We can do so through a solution so simple it is already used by people everyday – and I’m referring to showing ID at the polling station. We do of course already use ID in many, many walks of life and showing ID to prove who you say you are before you vote is a common sense approach to tackling voter fraud.
Indeed, voters in Northern Ireland have been required to show a form of ID since 1985 without adverse effect on turnout or participation.
So, last May local authorities held Voter ID pilots in five local elections. Both our own evaluation and that of the independent Electoral Commission showed that the trials were a success. The overwhelming majority of people were able to cast their vote without any problems.
It is a real credit to the local authorities involved that their awareness-raising campaigns were effective in making voters aware of the change. So it’s a big thank you to those Chief Executives and Returning Officers who helped deliver those five pilots last year. And thank you to those who have agreed to hold pilots again or for the first time.
I am delighted by the collaborative, supportive work between each pilot authority and my staff to ensure the success of the 2019 pilots. Doing so will no doubt benefit you by improving your preparedness for national roll-out. It will also help us prepare for that moment because the more pilots and subsequent data we have to analyse and learn from, the better the final proposal for Voter ID will be. So I would urge everyone here to think about following in their footsteps by volunteering to pilot in future.
I do think this work is absolutely essential to be able to look those arriving at polling stations in the eye and tell them: ‘your vote is yours and yours alone’. But we have to get it right, which is why I am also currently holding meetings with representative groups from a broad range of charities and civil society organisations.
My conversations with the Equality and Human Rights Commission, Stonewall, Shelter, Operation Black Vote and Age UK – to give some examples – will ensure that we fully understand the impact of voter ID and the needs of all voters in our country.
That positive engagement with groups which reflect our diverse society reflects our broader approach towards driving up participation. As well as respecting our democracy and protecting it, we must also promote it. We have made excellent progress in this area.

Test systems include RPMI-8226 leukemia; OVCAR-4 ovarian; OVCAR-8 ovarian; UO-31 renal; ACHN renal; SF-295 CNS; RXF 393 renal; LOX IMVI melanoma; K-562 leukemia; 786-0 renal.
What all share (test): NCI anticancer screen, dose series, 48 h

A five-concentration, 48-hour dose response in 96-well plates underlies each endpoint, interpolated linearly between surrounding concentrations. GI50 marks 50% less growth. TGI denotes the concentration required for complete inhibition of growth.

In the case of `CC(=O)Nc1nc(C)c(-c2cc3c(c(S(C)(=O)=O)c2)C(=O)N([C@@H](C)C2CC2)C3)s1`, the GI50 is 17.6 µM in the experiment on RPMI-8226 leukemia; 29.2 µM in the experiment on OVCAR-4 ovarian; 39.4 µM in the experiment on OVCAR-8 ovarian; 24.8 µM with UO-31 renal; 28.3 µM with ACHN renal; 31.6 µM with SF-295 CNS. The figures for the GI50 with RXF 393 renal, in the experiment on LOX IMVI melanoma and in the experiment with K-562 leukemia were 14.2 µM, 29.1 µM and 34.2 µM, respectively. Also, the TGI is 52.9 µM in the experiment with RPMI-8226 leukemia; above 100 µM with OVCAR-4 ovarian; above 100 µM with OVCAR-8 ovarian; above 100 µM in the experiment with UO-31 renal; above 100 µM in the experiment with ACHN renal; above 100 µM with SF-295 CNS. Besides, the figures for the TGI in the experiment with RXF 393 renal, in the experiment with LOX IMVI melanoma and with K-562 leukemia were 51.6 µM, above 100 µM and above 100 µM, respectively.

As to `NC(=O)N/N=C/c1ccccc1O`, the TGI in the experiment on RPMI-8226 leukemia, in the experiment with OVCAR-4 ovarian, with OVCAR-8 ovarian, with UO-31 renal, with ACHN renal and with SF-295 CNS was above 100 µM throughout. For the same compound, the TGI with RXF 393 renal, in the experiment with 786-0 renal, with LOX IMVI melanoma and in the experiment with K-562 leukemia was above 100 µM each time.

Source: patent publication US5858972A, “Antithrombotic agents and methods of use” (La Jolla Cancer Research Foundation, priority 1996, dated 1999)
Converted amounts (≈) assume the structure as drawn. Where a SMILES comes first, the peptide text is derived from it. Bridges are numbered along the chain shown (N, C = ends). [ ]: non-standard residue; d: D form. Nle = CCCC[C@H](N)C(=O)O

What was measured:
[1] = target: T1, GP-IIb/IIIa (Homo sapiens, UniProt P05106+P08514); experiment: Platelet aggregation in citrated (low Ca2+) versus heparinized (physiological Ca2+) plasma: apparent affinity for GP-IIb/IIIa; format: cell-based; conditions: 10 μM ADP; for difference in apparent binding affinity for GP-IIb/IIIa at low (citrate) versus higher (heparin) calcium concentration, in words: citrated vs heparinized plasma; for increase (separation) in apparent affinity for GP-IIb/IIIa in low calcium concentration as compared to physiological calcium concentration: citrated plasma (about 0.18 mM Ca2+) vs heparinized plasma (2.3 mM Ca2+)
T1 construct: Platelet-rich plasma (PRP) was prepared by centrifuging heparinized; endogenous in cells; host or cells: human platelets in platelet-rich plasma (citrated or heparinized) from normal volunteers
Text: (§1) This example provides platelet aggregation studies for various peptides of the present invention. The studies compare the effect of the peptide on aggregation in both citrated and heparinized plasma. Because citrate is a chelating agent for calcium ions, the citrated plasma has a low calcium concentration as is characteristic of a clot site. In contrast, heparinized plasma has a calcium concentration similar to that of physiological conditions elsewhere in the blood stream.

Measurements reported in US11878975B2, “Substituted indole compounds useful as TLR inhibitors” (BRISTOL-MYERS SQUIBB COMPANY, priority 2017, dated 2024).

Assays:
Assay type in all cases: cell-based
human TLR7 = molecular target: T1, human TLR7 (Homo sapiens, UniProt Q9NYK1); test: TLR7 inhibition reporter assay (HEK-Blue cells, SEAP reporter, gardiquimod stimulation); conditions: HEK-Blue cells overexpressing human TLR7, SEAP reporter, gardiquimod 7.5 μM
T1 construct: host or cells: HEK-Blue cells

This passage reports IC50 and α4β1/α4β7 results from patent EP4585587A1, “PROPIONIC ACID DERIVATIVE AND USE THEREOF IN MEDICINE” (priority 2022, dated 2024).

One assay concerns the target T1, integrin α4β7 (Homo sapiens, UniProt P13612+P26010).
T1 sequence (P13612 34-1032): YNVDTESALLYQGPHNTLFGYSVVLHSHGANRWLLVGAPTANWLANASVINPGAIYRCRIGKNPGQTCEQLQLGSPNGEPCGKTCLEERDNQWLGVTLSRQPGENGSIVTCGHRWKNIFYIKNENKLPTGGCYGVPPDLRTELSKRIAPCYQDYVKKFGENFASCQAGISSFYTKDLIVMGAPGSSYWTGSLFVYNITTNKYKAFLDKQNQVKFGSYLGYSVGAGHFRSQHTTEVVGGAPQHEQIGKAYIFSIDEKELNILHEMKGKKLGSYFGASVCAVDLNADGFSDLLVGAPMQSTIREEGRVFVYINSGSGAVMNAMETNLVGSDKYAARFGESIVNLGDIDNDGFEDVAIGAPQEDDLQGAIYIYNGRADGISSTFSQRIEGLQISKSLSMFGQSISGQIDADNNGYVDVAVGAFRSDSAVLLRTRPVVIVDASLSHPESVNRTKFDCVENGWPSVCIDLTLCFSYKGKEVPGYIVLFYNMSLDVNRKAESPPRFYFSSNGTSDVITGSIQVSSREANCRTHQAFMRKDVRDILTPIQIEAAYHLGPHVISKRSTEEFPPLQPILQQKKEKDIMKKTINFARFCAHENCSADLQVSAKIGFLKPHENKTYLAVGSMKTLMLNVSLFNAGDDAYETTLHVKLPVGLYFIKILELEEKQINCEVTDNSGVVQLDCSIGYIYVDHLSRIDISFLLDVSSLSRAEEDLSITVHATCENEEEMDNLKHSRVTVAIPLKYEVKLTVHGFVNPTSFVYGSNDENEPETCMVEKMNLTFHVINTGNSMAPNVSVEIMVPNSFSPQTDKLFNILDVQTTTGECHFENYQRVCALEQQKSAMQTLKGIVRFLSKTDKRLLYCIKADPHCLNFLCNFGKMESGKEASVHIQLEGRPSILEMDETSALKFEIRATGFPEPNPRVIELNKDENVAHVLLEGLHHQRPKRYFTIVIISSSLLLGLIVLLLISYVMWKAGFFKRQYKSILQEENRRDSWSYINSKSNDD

Reforms to our electoral registration system now completed have resulted in record levels of people registering to vote. Nevertheless, this year’s Hansard Society Audit of Political Engagement showed that just a third of people believe they can affect political change by getting involved. So we must always be reminding ourselves that our democracy is only ever as strong as the people who are part of it. That’s why I’ve made it my ambition to make the next general election more accessible.
As things stand, for example, there are just over one million people with a learning disability who are of voting age in the UK. I’m very concerned that less than a third of those are exercising their democratic right to vote – and I’ve been determined to do what I can to change this.
Last year we launched a call for evidence on access to elections and have since worked out a number of steps to improve the voting experience of disabled people.
We are making polling stations more accessible – physically speaking.
We are improving the accessibility of the Register to Vote website – including by introducing an ‘Easy Read’ guide on the homepage of the service to enable people with learning difficulties to apply online without so much trouble.
And we have updated the Certificate of Visual Impairment so that local authorities are better able to help those with sight loss register to vote and then vote at elections.
I would also say that disabled people are also not sufficiently represented in public office.
To help address this, in December 2018, government also launched the interim EnAble Fund for Elected Office. This is a £250,000 commitment to support disabled candidates – primarily for the forthcoming local elections in May. It will help cover disability-related expenses people might face when seeking elected office.
I really hope this money will encourage more disabled people to become candidates and enrich our public life as a result.
As a further example of opening up elections, we have changed the law, allowing anonymous voter registration to help protect survivors of domestic violence and others.
As you will know, we want to help make legislation match more closely to the way people need to make those requests.
Another group facing unnecessary obstacles to participating in our democracy are those UK nationals who live overseas – our expats.
We think that no matter how far you have travelled, participation in our democracy is still a fundamental part of being British.
This is why in Parliament we are supporting the Overseas Electors Bill, which will end the current 15-year time limit on British expats voting in UK Parliamentary elections, delivering on votes for life, and why we are pursuing bilateral arrangements with EU Member States – to secure the voting rights for UK nationals living in the EU and vice versa.
It is right that both sides of this are considered together – that is both UK citizens living abroad and EU citizens living in the UK.
It is right in this time of change that we provide certainty to EU citizens living here where we can – many of course who are citizens who play an active role in our society and our democracy.
So I can therefore confirm that EU citizens currently living in the UK will retain their voting and candidacy rights in the next local elections in May.
I have been working closely with my colleagues in other departments, and earlier this week we announced an agreement with Spain that will allow UK nationals living in Spain, and Spanish nationals in the UK, to continue to vote and stand in local elections.